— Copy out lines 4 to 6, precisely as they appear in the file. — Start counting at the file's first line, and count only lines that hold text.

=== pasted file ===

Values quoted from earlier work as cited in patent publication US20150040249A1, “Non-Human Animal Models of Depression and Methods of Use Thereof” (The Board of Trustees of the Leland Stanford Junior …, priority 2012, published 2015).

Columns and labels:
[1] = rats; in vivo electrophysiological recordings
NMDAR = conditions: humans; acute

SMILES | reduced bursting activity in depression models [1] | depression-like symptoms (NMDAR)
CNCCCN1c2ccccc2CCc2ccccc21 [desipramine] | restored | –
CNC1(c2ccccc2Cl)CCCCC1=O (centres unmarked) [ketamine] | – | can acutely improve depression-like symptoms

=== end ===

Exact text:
NMDAR = conditions: humans; acute

SMILES | reduced bursting activity in depression models [1] | depression-like symptoms (NMDAR)
CNCCCN1c2ccccc2CCc2ccccc21 [desipramine] | restored | –